So here we are at the dawn of a new season, and as the cold weather continues to come in quickly here in Colorado, more and more people are beginning to consider what to do indoors to stay fit. I’ve personally had a number of people that I work with consistently begin asking, “Is it ok to take spin class 3 days a week since I can’t ride outside as frequently?” Or things like, “It’s getting to cold to hike, should I take Crossfit classes?” Let me begin by saying it is NEVER a good idea to take Crossfit classes. Unless of course you are intentionally trying to injure yourself, in which case it’s a fabulous idea. What I’m noticing these days is that people are feeling that they need to find something indoors to do all winter that matches or exceeds the intensity that they put themselves through outdoors all spring, summer and fall.
This is a dangerous mindset if we’re looking at the long term ramifications on our bodies. I’ve actually been surprised lately to hear and see people “wising up” a bit and realizing things like Crossfit and Insanity and P90X, are just stupid ways to injure yourself. It seems like folks are turning to more intelligent fitness programs similar to what we teach at Functional Fitness in Boulder, Colorado. Two highly competent teenage athletes that I’ve worked with for years recently sustained injuries from high intensity sports, exercises, etc. My point is that now is probably the perfect time for everyone to sit back and relax and take your foot off the gas for a minute. Just because you can’t do your favorite hobby or activity outside, doesn’t mean you have to be indoors trying to kill yourself.
Personally I enjoy the periods of time where I can back off on exercise intensity and focus more on “restorative” practices. Coming into basketball season, I began playing more hoops at my local gym recently and not punishing myself with strength training. My body certainly appreciates the difference. If you enjoy hiking outdoors, a great alternative is to do treadmill climbs indoors with a format that almost resembles interval training. It is certainly much easier on your joints and will undoubtedly increase your anaerobic threshold as well. Especially in Boulder, Colorado where the theme is always “go hard all the time”, these suggestions will most likely fall on deaf ears. But for those that take an intelligent approach to fitness and exercise, we know it is actually healthy to back off of your typical intensity levels from time to time in favor of focusing on more rest and recovery. I’m shocked at how many people recently got ill when the first initial wave of cold/flu symptoms rushed through town. Odds are good people haven’t rebounded fully from their illness and built themselves back up immunity wise. That makes the notion of going hard with exercise and creating even more stress on your body very foolish. In fact I’d bet you’re setting yourself up to get ill again this season. Maybe much worse.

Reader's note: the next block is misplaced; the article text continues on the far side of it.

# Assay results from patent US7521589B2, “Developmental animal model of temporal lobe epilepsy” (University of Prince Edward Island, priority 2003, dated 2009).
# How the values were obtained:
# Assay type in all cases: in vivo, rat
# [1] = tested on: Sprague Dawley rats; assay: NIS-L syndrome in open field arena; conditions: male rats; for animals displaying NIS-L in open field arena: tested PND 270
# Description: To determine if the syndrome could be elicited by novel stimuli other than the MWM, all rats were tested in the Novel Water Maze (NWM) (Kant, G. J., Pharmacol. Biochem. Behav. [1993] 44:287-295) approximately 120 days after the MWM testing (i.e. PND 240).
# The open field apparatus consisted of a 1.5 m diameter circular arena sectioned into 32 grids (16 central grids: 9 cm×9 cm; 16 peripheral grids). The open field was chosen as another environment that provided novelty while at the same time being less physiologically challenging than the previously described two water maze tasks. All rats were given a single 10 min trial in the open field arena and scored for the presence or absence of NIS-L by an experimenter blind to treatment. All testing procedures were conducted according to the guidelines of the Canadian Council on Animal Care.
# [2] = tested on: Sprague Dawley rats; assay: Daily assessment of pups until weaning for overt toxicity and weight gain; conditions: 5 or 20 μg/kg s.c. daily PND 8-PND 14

As our internal body processes are adjusting to the change in climate, give your body a fair chance to recover from all the hard work you’ve put in all spring, summer and fall. I see many people becoming dehydrated because we run the furnace now on those cold nights and our cells dry out faster as a result. That certainly needs to be monitored daily. Also we cannot keep our adrenals under constant stress from life and high intensity exercise and expect to sleep soundly and repair efficiently, meeting all of life’s demands day in and day out. What I’m seeking for is a collective consciousness in the fitness community that we all are “allowed” to take periods of time off and nourish our bodies and minds when it’s necessary instead of revving the engine in its highest gear constantly. I find that changes of season are the most optimal time to make adjustments in our lives and in our daily programs.
Imagine if you began focusing on a little more sleep every day, perhaps a meditation class or weekly yoga practice to counter life’s external stressors. If you put more attention into clean, healthy nutrition instead of high intensity exercise, do you think you’d feel horrible? When we shift our emphasis back to what we truly need instead of constantly pursuing only our physical goals, we generally end up feeling better energetically and more grounded and present daily. Explain to me how this is a bad thing, please? It’s quite evident that we’re getting really good at running ourselves into the ground and breaking our bodies. How good are we at restoring ourselves and systematically repairing from all the stress we’re under daily?
My challenge to everyone is to “downshift” this season and see if you feel better, which in turn will uplift your spirits and make you present a better “self” to the world. Now is the appropriate time to modify or adjust your gameplan in favor of coming into next year feeling great and inspired. For further information or help with this procedure, please check out www.functionalfitnessusa.com and see why our approach to health and fitness and wellness is just better than the rest. Thank you. Rich O’Neill.